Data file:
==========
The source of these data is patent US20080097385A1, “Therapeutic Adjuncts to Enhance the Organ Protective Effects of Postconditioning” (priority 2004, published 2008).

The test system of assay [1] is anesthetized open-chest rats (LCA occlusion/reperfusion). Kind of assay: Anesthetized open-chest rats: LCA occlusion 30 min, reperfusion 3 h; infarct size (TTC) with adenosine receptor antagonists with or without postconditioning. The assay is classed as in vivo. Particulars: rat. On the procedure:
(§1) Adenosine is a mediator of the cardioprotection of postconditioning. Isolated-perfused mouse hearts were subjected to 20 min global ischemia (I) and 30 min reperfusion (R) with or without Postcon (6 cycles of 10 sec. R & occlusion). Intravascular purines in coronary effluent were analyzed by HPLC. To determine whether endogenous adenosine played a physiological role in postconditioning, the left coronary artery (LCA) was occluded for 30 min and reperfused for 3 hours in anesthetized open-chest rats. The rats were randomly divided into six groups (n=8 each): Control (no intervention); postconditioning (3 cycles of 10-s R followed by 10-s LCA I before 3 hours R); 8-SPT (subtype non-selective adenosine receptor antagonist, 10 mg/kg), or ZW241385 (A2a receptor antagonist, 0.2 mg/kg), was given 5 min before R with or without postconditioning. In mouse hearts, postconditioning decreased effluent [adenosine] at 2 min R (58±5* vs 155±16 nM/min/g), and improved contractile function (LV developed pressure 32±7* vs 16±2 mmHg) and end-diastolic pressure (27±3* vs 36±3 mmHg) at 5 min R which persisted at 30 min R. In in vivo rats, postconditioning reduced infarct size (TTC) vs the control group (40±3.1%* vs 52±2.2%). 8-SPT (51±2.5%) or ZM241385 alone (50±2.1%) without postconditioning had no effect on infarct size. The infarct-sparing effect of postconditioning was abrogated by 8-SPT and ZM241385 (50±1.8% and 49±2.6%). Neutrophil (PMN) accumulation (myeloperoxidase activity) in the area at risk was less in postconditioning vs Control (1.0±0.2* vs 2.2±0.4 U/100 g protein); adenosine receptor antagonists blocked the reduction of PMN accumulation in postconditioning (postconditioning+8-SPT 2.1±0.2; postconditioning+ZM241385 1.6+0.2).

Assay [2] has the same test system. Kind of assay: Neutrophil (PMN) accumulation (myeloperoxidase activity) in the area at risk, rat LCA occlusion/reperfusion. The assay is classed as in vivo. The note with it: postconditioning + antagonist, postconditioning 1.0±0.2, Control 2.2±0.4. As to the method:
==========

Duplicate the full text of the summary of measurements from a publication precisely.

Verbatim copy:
The source of these data is patent US20080097385A1, “Therapeutic Adjuncts to Enhance the Organ Protective Effects of Postconditioning” (priority 2004, published 2008).

The test system of assay [1] is anesthetized open-chest rats (LCA occlusion/reperfusion). Kind of assay: Anesthetized open-chest rats: LCA occlusion 30 min, reperfusion 3 h; infarct size (TTC) with adenosine receptor antagonists with or without postconditioning. The assay is classed as in vivo. Particulars: rat. On the procedure:
(§1) Adenosine is a mediator of the cardioprotection of postconditioning. Isolated-perfused mouse hearts were subjected to 20 min global ischemia (I) and 30 min reperfusion (R) with or without Postcon (6 cycles of 10 sec. R & occlusion). Intravascular purines in coronary effluent were analyzed by HPLC. To determine whether endogenous adenosine played a physiological role in postconditioning, the left coronary artery (LCA) was occluded for 30 min and reperfused for 3 hours in anesthetized open-chest rats. The rats were randomly divided into six groups (n=8 each): Control (no intervention); postconditioning (3 cycles of 10-s R followed by 10-s LCA I before 3 hours R); 8-SPT (subtype non-selective adenosine receptor antagonist, 10 mg/kg), or ZW241385 (A2a receptor antagonist, 0.2 mg/kg), was given 5 min before R with or without postconditioning. In mouse hearts, postconditioning decreased effluent [adenosine] at 2 min R (58±5* vs 155±16 nM/min/g), and improved contractile function (LV developed pressure 32±7* vs 16±2 mmHg) and end-diastolic pressure (27±3* vs 36±3 mmHg) at 5 min R which persisted at 30 min R. In in vivo rats, postconditioning reduced infarct size (TTC) vs the control group (40±3.1%* vs 52±2.2%). 8-SPT (51±2.5%) or ZM241385 alone (50±2.1%) without postconditioning had no effect on infarct size. The infarct-sparing effect of postconditioning was abrogated by 8-SPT and ZM241385 (50±1.8% and 49±2.6%). Neutrophil (PMN) accumulation (myeloperoxidase activity) in the area at risk was less in postconditioning vs Control (1.0±0.2* vs 2.2±0.4 U/100 g protein); adenosine receptor antagonists blocked the reduction of PMN accumulation in postconditioning (postconditioning+8-SPT 2.1±0.2; postconditioning+ZM241385 1.6+0.2).

Assay [2] has the same test system. Kind of assay: Neutrophil (PMN) accumulation (myeloperoxidase activity) in the area at risk, rat LCA occlusion/reperfusion. The assay is classed as in vivo. The note with it: postconditioning + antagonist, postconditioning 1.0±0.2, Control 2.2±0.4. As to the method: